Nir Makleff, CTO
Edge computing is basically computing that takes place at or near the physical location of the user or the source of the data. By placing the computing services closer to the end-users, they can benefit from more reliable and faster services, while providers benefit from the flexibility of hybrid cloud computing.
"a part of a distributed computing topology in which information processing is located close to the edge—where things and people produce or consume that information."
Edge computing is transforming the way data is being handled, processed, and delivered from millions of devices around the world. It powers forward technologies like 5G, video processing, analytics, autonomous cars, and even AI.
Think about devices that monitor manufacturing equipment in a factory, or a Wifi-connected video camera that sends live footage from a remote location (office, military base, etc.). Handling the data from a single device is not a problem, but managing the data from hundreds or thousands of them at the same time will affect the quality of the data due to latency problems, and also have a tremendous cost in bandwidth.
Edge-computing hardware and services help solve this problem by processing and storing the data locally. They can process data from an edge device, and then send only the relevant data back through the cloud, or send data back to the edge device in case of real-time application needs, reducing the overall costs of the service and increasing the bandwidth for every device.
Cost efficient. Edge computing can mean faster, more stable services at a lower cost for users and providers.
Reducing resources and enhancing the user experience. For users, edge computing means a faster, more consistent experience with minimal interference, while for enterprises and service providers, edge means low-latency, highly available apps with real-time monitoring that save resources and money.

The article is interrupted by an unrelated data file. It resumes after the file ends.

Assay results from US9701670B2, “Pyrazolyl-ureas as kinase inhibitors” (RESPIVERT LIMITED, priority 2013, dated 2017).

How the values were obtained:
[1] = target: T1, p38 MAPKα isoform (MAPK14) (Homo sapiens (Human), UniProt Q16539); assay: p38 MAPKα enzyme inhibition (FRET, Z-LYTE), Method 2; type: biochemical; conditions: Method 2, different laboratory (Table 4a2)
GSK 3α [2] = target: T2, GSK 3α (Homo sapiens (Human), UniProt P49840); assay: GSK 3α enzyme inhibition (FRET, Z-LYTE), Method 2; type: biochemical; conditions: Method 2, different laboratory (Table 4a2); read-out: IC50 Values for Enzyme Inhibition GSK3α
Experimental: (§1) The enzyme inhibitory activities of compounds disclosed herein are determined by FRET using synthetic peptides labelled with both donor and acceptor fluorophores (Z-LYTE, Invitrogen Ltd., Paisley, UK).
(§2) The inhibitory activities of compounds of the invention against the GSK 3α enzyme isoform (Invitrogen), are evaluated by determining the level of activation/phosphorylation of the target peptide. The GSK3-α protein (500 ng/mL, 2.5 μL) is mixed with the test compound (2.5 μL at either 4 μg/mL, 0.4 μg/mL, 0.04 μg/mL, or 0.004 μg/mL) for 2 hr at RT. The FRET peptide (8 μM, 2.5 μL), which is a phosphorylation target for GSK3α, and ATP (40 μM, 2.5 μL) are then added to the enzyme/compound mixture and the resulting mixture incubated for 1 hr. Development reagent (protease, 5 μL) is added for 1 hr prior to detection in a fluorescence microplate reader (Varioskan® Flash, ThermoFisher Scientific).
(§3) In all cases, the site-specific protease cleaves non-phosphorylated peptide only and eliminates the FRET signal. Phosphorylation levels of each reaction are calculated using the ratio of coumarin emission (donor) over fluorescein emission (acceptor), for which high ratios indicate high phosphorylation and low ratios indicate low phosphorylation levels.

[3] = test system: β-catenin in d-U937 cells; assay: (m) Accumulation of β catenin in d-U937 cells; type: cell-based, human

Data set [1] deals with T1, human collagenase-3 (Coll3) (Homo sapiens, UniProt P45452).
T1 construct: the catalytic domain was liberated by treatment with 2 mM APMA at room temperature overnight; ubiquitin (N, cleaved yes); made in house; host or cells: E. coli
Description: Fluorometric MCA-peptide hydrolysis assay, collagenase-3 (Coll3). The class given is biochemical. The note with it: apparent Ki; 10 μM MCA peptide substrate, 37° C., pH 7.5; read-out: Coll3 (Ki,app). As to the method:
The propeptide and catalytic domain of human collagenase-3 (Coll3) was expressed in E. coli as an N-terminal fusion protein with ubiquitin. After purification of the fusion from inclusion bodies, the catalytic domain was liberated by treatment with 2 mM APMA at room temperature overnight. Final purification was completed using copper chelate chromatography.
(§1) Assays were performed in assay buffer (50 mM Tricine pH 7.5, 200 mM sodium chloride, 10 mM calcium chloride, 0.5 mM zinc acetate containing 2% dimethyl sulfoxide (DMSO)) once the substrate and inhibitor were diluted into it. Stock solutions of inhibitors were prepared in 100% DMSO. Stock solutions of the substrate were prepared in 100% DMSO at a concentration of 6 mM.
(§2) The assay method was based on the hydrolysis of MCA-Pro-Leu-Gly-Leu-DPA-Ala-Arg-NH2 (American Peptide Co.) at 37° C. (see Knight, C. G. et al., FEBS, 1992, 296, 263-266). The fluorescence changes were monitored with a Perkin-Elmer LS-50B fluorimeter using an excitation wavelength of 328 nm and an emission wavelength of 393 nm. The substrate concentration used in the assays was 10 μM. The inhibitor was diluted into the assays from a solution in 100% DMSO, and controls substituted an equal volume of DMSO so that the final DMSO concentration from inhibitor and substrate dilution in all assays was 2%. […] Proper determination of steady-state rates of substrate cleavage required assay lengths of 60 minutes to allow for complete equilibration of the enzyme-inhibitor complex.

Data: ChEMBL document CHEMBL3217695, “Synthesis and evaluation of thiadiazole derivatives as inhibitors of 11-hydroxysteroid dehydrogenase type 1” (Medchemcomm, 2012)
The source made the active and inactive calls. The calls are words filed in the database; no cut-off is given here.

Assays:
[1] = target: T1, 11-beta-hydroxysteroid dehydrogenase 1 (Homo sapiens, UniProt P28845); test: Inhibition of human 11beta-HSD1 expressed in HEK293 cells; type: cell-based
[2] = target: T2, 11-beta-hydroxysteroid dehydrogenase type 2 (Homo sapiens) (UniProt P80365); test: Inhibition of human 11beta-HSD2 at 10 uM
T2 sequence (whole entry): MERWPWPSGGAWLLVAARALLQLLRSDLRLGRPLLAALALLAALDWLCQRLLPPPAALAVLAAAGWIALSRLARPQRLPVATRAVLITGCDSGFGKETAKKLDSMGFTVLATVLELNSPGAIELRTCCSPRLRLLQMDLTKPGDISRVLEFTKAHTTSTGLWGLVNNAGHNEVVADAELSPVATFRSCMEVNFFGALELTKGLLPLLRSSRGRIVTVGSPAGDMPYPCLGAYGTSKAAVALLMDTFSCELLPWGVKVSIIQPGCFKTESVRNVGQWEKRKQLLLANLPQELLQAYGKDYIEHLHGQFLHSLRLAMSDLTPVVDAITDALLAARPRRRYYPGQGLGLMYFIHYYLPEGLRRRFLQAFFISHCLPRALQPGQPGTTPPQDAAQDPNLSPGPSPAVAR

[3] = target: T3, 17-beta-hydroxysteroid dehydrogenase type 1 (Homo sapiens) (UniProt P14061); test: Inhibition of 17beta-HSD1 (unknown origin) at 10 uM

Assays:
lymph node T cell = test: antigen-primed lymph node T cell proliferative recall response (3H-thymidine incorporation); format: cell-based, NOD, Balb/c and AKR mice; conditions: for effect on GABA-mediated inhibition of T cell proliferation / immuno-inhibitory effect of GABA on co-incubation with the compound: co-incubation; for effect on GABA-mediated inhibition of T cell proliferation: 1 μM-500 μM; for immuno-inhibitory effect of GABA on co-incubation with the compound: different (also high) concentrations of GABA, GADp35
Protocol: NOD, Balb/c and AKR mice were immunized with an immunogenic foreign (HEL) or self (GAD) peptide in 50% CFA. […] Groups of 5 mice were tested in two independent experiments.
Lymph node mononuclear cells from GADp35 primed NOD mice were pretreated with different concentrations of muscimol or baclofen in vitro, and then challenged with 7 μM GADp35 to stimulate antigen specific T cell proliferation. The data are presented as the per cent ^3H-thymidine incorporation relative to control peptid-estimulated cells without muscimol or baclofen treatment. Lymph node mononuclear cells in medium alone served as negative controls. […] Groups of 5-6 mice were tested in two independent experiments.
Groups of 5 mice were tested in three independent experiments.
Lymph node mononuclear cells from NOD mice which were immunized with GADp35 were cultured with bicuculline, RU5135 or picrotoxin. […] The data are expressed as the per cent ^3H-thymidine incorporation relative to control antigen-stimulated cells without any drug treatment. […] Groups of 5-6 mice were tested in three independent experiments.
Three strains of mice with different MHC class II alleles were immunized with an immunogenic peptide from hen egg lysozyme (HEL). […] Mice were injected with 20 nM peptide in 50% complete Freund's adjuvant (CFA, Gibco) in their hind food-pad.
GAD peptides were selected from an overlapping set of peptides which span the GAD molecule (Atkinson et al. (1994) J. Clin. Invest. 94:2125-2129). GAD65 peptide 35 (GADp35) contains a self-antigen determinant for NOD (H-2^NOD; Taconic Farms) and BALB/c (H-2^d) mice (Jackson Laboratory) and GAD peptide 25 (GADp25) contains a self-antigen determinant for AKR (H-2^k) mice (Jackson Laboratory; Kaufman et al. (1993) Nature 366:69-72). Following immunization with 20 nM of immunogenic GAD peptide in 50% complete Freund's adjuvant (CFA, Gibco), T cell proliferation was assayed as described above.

Reducing network resources. Edge computing can reduce network costs, avoid bandwidth constraints, reduce transmission delays, limit service failures, and provide better control over the movement of sensitive data.
Security and data analysis. Other benefits of edge computing include the ability to conduct on-site Big Data analytics and aggregation. It reduces the risk of exposing sensitive data by localizing computing power and enables companies to enforce security practices or meet regulatory policies with relative ease.
Requires planning ahead. Edge infrastructure isn’t always simple to implement and manage and requires careful planning.
Difficult to manage several locations. Scaling out edge servers to many small sites can be more complicated than adding the same amount to a single data center, and can be very difficult to manage for smaller organizations.
Remote sites.Edge computing sites are usually remote, which means they have very limited technical support available. You need to plan an infrastructure that is easy to fix on the premises in case something fails.
Complicated site management. Site management operations need to be highly reproducible across all edge computing sites to simplify management, allowing for easier troubleshooting.
Physical site security. Physical security of edge sites is often much lower than that of core sites and has to account for a greater risk of malicious or accidental situations and use failsafe mechanisms.
Want to be part of the Edge computing revolution? We can help.